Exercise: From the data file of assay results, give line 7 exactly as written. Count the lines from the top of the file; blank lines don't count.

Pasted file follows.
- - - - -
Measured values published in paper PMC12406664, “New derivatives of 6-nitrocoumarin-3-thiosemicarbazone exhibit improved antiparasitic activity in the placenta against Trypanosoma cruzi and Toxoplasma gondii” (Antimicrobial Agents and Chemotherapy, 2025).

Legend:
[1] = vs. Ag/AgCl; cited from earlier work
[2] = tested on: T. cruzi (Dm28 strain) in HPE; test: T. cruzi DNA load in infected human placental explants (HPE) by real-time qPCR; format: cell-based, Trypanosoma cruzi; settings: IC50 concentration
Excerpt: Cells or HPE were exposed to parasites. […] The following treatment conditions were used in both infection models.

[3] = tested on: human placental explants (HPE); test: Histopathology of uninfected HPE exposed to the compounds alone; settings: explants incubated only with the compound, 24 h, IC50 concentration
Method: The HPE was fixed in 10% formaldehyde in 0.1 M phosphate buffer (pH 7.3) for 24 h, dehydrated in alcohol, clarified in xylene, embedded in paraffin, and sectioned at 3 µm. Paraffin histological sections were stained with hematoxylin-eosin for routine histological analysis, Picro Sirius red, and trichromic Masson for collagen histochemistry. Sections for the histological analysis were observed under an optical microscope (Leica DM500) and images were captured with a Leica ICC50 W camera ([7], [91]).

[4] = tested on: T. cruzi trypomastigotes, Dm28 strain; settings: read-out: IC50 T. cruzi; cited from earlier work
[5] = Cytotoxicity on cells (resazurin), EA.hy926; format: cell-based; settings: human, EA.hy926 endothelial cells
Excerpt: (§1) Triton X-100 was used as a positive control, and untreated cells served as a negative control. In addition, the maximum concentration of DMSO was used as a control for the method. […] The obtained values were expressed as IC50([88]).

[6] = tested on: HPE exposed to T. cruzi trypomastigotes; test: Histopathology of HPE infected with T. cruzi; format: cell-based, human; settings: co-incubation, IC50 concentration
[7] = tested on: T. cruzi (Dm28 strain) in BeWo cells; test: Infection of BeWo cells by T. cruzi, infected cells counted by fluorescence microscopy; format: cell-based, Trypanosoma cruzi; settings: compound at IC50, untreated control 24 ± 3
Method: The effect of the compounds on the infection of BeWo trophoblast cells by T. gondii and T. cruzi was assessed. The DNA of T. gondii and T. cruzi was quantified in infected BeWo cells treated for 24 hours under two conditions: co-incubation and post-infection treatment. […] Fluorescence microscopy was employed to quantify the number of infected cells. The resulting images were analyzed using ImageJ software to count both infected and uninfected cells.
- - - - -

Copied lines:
Method: The HPE was fixed in 10% formaldehyde in 0.1 M phosphate buffer (pH 7.3) for 24 h, dehydrated in alcohol, clarified in xylene, embedded in paraffin, and sectioned at 3 µm. Paraffin histological sections were stained with hematoxylin-eosin for routine histological analysis, Picro Sirius red, and trichromic Masson for collagen histochemistry. Sections for the histological analysis were observed under an optical microscope (Leica DM500) and images were captured with a Leica ICC50 W camera ([7], [91]).